ANGLER’S MAIL magazine is No.1 every week throughout the year for top advice and fishing tips. And we know you need help to catch when the going is hard…
Tempting lethargic fish to feed in winter can be particularly tricky as most species’ metabolism slows right down in colder water.
They need far less food than they require during the rest of the year when they are much more active, so to cajole them into feeding you need to alter your feeding approach as well as selecting the right bait.
Here Angler’s Mail reveals ten great baits that have a top reputation of catching even the most stubborn of fish in tough winter conditions.
The addition of salt to baits is a great attractor at any time of year, but it really comes into its own during cooler conditions when you want to create a small area of maximum attraction. Forget chemical-laden table salt and opt instead for sea or rock salt which is easily incorporated into pastes or groundbaits or sprinkled onto maggots, casters, pellets, hemp or corn. Small PVA bags of pure salt are perfect to use with any hook bait and are a little-used but devastatingly effective winter edge.
Bread is a top winter bait especially on the rivers where chub and roach both adore flake, crust or punch. Although mashed bread is widely used as groundbait when bread fishing, for winter use a finely liquidised white, sliced loaf which produces smaller particle sizes and is less likely to fill up a feeding fish; remove crusts from the slices for an even finer mix if the going is really tough. A PVA stick of compressed crumb is a little used but brilliantly effective winter carp tactic – use in conjunction with a single grain of white, rubber corn.
3 Chocolate malt
Choccy malt breaks all the rules. Unlike all other flavours which can be counter-productive if used in excess, it is impossible to add too much. For a brilliant winter carp puller add 20 ml of the gorgeously sweet liquid to an egg and mix up with a proprietary fluoro-white pop-up mix to create small – 10 mm is ideal – pop up boilies. Reserve a bit for paste too.
4 Lecithin and alcohol
Oil-based flavours and attractors and fishmeals lose their attractiveness as oils become more viscous in cool temperatures. To ensure flavours leach out and are not locked into bait add lecithin granules (from a health food shop) to fishmeal groundbaits and pastes. Alternatively, mix up paste baits with alcohol to ensure excellent dispersal – a tot of the odourless vodka is the usual choice but experiment with whisky or gin for a really different scent.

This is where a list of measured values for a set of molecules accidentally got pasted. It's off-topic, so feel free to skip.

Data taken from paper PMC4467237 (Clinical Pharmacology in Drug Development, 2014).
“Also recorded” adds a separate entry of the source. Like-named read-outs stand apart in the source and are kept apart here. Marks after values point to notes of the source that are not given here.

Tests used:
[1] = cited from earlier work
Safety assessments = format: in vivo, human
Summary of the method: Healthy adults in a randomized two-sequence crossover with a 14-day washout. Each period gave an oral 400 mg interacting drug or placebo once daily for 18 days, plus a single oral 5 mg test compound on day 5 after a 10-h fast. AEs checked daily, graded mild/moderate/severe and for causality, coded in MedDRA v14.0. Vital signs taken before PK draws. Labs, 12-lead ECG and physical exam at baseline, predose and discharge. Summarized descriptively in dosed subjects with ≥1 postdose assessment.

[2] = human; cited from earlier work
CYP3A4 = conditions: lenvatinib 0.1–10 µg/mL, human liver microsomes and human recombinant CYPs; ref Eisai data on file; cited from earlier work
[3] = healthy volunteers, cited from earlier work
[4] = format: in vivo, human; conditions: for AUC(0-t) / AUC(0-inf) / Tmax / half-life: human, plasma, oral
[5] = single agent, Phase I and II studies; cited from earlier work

One of the very best coldwater carp catchers. A mesh PVA bag of maggots, in conjunction with a bunch of grubs on a hair-rigged maggot clip, is one of the most reliable of winter carp tactics. Maggots are easily digested, colourful and loved by carp. Cast regularly and tightly to build an area and don’t forget to include a couple of rubber grubs on the rig to balance the weight of the hook.
Spicy flavours have long had an association with winter fishing and with the proliferation of Asian stores there is a bewildering range of brilliant additives with which to spice up your baits. A sprinkling of turmeric on maggots, a shake of garam masala in groundbait, chilli-laced hemp, coriander flavoured corn, meat dusted with garlic salt and pastes made with belachan paste are just some of the spicy options – which are only limited by your imagination.
Hi-attract paste hook baits are only one part of the winter paste story as the versatility of the bait lends itself to a number of different applications. Most notably it can be used as a ‘plug’ for watch-style leads or as a wrap around for any bomb or hook bait; it can even be ‘blobbed’ onto PVA stringers. The paste used in this way gives a longer-term leakage of flavour-charged particles into the swim and acts as a great fish-puller, especially in the rivers. To give a more rapid breakdown for non-hook bait applications mix pastes with water rather than eggs.
For coldwater commercial carping there are few baits to beat a simple grain or two of sweetcorn. Corn is easily digested, highly visible – even in coloured water – and, unlike maggots, resistant to the attentions of small silvers. A couple of grains hair-rigged through the middle sit perfectly on an 18 but, if the going is really tough, a single grain presented lengthwise on a size 20 should do the trick.
Solid PVA bags are not just for filling with solid baits. The tactic of filling bags with neat liquid flavours and attractors has brought me winter bites by giving a massive explosion of attraction with no feed. Make sure you use PVA-friendly mixes and experiment with different mixes: condensed milk combined with chocolate malt is a good starter for carp.
The spicy meat snack checks all of the boxes when it comes to winter fishing, despite the fact it is on the oily side. Highly attractive to carp, chub and barbel it can be whittled down to tiny chunks for use with scaled down line and small hooks, yet it still packs a serious punch in terms of attraction once the outer skin is sliced off. Try a thin slice as a topper for half a 10 mm pop-up boilie for excellent winter carp results.
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